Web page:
Bad actors are taking advantage of global stay-at-home and sheltering guidelines to steal data via fake Netflix and Disney+ signup pages. That's according to recent reports citing cybersecurity firm Mimecast. The firm reports that there have been as many as 700 scam websites found. That's between April 6 and April 12 alone.
The overwhelming majority of the sites appear to be mimicking Netflix, with just four of the fake websites imitating Disney+. But each of the sites takes the same tact with regard to potential theft of victims' personal information. Namely, the sites seek to tempt individuals with offers of free subscriptions or trial periods. That's complete with forms for users to fill out.
At least a small subset of the sites is reported to be extremely convincing. Moreover, the details requested aren't out of the question. But those details aren't being sent to either Netflix or Disney. They aren't netting those who sign up with an associated streaming account either. Instead, the sites' designers have one goal in mind — to steal data from the forms.
Some of the data that's reportedly been stolen includes information ranging from emails, names, and other personal data. Since it isn't uncommon for companies to require credit card details for free trials, that's been reported among the details taken as well.
Some of the counterfeit sites can look extremely convincing, selling subscriptions or free accounts to harvest personal and credit card data, although most are poorly designed and have language errors that mark them out as suspicious.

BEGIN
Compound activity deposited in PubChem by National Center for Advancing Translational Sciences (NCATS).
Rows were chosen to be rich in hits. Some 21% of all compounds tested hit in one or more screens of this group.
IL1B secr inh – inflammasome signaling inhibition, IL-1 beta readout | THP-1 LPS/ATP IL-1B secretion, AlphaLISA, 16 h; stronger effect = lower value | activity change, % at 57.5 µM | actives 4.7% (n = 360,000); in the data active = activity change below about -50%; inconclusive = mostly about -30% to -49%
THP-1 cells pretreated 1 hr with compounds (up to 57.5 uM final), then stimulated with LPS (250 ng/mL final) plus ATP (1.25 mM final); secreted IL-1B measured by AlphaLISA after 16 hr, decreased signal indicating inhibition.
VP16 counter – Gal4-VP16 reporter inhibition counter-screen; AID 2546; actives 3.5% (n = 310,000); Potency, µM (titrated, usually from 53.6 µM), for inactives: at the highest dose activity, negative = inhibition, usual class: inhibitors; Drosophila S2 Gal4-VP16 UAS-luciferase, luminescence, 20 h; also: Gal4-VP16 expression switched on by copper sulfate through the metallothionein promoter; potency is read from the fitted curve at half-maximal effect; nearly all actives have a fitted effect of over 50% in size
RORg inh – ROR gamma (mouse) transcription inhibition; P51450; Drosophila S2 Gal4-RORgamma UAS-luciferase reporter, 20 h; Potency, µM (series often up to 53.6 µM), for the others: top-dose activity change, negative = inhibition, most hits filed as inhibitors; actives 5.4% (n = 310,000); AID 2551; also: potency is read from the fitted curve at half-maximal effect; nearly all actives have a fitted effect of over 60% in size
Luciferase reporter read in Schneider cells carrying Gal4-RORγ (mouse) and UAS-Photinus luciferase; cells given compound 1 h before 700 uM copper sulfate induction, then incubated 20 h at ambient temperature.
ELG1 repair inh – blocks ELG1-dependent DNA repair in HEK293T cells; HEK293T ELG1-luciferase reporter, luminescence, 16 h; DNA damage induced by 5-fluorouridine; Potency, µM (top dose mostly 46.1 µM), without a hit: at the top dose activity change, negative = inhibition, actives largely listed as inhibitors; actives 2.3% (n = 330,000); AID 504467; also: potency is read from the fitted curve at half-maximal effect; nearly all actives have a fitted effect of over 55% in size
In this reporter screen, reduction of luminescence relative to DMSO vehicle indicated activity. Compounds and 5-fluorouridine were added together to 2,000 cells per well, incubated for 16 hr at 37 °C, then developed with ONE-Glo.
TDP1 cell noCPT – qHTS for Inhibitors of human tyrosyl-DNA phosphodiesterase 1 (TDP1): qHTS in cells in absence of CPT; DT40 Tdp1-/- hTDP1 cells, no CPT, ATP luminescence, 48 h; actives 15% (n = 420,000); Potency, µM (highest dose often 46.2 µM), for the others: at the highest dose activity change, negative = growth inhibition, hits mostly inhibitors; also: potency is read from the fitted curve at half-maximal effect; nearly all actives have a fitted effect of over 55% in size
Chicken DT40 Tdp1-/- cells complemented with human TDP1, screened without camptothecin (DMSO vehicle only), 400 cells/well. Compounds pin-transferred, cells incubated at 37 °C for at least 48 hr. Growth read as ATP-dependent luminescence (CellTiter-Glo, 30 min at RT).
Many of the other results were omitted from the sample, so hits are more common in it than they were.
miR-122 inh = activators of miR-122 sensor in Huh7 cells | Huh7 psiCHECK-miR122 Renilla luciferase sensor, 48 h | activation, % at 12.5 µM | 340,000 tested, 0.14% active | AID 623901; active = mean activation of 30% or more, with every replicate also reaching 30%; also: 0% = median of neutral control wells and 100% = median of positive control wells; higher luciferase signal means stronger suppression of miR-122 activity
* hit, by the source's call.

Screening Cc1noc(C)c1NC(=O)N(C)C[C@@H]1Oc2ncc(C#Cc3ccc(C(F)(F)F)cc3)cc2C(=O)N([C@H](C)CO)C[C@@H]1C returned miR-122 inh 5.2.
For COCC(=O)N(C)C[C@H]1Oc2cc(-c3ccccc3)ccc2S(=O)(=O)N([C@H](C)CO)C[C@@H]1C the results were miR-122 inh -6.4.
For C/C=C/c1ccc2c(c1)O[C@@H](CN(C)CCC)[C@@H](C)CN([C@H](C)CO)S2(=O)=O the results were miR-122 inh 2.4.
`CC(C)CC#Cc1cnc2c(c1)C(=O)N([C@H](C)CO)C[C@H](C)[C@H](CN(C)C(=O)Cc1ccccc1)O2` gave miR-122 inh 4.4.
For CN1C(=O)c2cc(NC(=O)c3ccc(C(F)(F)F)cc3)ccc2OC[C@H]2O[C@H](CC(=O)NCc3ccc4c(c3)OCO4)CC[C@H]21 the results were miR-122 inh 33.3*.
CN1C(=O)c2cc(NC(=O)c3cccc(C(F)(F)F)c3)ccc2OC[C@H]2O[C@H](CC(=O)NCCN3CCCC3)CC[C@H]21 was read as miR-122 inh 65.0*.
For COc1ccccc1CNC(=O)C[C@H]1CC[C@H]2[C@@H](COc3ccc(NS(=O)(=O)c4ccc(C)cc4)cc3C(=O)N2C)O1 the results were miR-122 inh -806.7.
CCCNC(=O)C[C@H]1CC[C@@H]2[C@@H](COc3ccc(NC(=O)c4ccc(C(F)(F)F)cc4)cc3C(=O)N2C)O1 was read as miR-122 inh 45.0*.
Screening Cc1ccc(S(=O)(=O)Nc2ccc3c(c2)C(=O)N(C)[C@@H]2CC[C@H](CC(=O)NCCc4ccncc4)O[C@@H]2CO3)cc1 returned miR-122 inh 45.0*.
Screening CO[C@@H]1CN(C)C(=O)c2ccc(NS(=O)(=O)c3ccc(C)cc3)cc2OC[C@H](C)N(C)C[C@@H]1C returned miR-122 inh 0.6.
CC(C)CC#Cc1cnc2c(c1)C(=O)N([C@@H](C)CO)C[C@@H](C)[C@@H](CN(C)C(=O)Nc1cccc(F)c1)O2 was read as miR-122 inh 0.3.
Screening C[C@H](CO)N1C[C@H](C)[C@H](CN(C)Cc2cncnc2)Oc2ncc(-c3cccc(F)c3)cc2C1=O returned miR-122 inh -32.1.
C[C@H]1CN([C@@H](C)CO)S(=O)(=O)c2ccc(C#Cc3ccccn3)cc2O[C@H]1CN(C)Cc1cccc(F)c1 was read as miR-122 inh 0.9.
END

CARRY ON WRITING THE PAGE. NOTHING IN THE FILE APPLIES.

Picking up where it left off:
Why are Netflix and Disney+ being targeted?
Netflix and Disney+ represent fairly obvious targets for bad actors amid global lockdown procedures. The former company is already the largest streaming content service available. Its popularity is bolstered by an extensive lineup and frequent updates to self-branded content. The company boasts more than 160 million subscribers worldwide and its market value was boosted to around $192-billion with the outbreak of COVID-19.
Disney+ is arguably the fastest-growing streaming platform. At the start of the abovementioned global health crisis, the company's subscribership doubled to land at over 50-million global users. That's between February and April. More users are signing up all the time.
Protect yourself from fake signup pages
Now, the current target of these scams is potential Netflix and Disney+ users but that won't necessarily remain the case going forward. With no end in sight for global guidelines pertaining to sheltering, bad actors will likely look to scam more users via other services. That includes those seeking entertainment or services outside of streaming video as well as additional video streaming services.
Fortunately, Mimecast indicates that the majority of the sites are poorly designed. Among the more prominent of the errors noticed on the pages includes language errors. That should immediately mark them out as suspicious. Web URLs can also be examined for authenticity both because scams often use suspicious-looking addresses and because browser features are designed to flag suspicious sites.
So, with vigilance from users, the impact of scam sites should be minimal. Users can also navigate directly to either the official "Netflix.com" URL or Disney+ page. Conversely, users can stick to the use of the official Netflix, Disney+, or other streaming apps to avoid landing at fake signup pages.